Patients' Rights and Responsibilities
Welcome to the Hong Kong Medical Association's Patients' Rights and Responsibilities Hotline. This hotline provides you with information on patients' rights and responsibilities. For Cantonese please press 1, for English please press 2.
I. PATIENTS' RESPONSIBILITIES
To play an active and responsible role in the healthcare process, you should
II) PATIENTS' RIGHTS
[2.1.1] Right of information.
A patient should have a reasonable and balanced understanding of the sickness he is suffering from. You may enquire about what disease you have, if you need any further examination, and how to cure the disease. You should also know what treatment you will receive, whether with drugs or operation, any side effects after treatment, and the chances of recurrence. In other words, in order to know more relevant facts about your sickness, you should consult your attending doctor.
You could enquire about the charges for medical services and treatments you receive.
In public medical institutions, the charges are usually all inclusive, but you may be required to pay for special items such as cardiac pacemaker and intraocular lens. You could enquire about the charges beforehand. In private clinics, you could also enquire about the charges beforehand, such as the consultation fee. After consultation you could also enquire about the estimates of laboratory testing fee, fee for drugs, hospital beds or operations etc.
A patient could enquire about the prescription given by the doctor.
All prescriptions by doctors will include the name of the medicine so that you will know what the medicine is, its use, dosage, and most common side effects. However, you should not go to the drugstore and buy the prescribed medicine without doctor's prescription even though you know the names of the drug. Nor should you take medicine without doctor's prescription. On the other hand, drug stores should not sell prescription-only drugs to a patient and such drugs should be clearly labeled in any case.
[2.1.2] Right of refusal
A patient could refuse the doctor's recommendations for treatment. But before you reject the doctor's advice, you should know what the consequences are. For instance if you really have a problem with inflammation of your appendix and refuse an operation, it may lead to fatal consequences. It is advisable that you consider the consequences carefully before refusing the recommended treatment and you should be fully responsible for your decision.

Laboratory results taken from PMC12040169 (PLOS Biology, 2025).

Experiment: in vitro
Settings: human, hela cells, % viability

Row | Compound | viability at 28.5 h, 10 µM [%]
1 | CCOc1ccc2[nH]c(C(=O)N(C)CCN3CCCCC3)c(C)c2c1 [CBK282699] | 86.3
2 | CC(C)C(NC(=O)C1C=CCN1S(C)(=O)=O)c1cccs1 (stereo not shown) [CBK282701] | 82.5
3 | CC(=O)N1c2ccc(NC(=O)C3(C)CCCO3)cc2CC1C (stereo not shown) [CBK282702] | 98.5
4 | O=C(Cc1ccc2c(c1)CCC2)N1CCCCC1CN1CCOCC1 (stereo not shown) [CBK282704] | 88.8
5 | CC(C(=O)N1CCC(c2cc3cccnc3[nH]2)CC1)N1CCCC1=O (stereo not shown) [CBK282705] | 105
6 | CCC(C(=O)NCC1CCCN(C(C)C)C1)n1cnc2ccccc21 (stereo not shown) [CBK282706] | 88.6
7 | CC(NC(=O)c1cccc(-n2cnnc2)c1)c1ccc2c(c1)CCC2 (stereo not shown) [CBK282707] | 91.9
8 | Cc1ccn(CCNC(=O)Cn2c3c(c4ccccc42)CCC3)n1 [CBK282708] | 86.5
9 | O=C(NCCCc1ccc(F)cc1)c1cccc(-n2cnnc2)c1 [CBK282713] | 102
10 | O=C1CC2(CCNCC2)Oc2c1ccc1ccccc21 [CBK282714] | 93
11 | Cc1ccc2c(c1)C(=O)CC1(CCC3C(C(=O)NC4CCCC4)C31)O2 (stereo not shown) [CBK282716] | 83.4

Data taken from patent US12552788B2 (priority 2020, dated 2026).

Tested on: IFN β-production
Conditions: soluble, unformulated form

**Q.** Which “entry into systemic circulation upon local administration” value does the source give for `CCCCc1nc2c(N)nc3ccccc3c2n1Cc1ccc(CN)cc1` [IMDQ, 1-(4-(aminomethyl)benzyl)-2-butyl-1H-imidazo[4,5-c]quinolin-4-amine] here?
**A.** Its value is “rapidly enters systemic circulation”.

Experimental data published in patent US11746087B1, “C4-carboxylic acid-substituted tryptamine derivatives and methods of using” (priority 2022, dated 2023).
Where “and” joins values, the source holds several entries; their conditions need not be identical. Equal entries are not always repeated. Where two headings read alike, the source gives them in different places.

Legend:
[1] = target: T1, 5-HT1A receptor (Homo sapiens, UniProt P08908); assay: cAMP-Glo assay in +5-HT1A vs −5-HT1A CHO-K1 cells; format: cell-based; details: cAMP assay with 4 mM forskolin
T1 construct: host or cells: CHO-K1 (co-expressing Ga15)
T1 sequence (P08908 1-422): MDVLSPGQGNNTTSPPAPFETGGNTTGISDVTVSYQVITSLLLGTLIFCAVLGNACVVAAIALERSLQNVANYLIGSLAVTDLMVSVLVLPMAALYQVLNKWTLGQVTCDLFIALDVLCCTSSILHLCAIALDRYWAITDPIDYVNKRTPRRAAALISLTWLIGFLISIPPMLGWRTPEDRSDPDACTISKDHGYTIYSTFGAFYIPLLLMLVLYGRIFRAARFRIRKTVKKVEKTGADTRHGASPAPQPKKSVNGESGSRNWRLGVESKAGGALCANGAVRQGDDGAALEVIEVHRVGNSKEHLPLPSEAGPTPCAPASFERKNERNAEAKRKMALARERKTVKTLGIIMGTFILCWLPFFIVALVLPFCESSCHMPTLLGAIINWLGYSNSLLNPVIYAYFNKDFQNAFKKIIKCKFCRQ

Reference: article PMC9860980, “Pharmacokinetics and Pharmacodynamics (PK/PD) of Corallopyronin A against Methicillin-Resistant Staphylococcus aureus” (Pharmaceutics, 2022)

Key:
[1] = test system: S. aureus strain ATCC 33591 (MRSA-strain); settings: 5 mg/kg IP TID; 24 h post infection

[2.1.3] Right of confidentiality
The personal information of patients should be highly confidential. Doctors and medical personnel are obliged to maintain confidentiality. During the course of your medical treatment, the doctor should not disclose to any third party any information about you, your family, and your sickness. However, there are certain exceptions. The doctor may discuss your case with a third party if you have given him permission. Also, when your employer wants to know about your situation, or when you apply for sick leave which requires an explanation, or when you claim for medical insurance, you could give permission to the doctor to disclose your situation.
Also, the medical staff who are involved in your treatment need to know about your situation. As a responsible citizen, the doctor sometimes may disclose your information to the relevant authorities when illegal activities are suspected to be involved. But these are just very exceptional cases.
[2.2.1] Public medical institutions.
Public medical institutions include public hospitals and clinics under the supervision of the Hospital Authority and the Department of Health. If you have been treated in a public hospital and want to know about the medical examination or results, you may have access to this information. You may enquire about your medical record or request for a medical report. If the medical report is requested by the patient for referral, it should be given to you free of charge. But in cases of insurance claim, emigration, or application for housing estates, a reasonable administrative charge is required. On the other hand, a medical record is the data recorded everyday by the medical staff and is the property of the hospital authorities, and may not be given to you. You may ask for a duplicate of such record.
[2.2.2]Private hospitals and practitioners.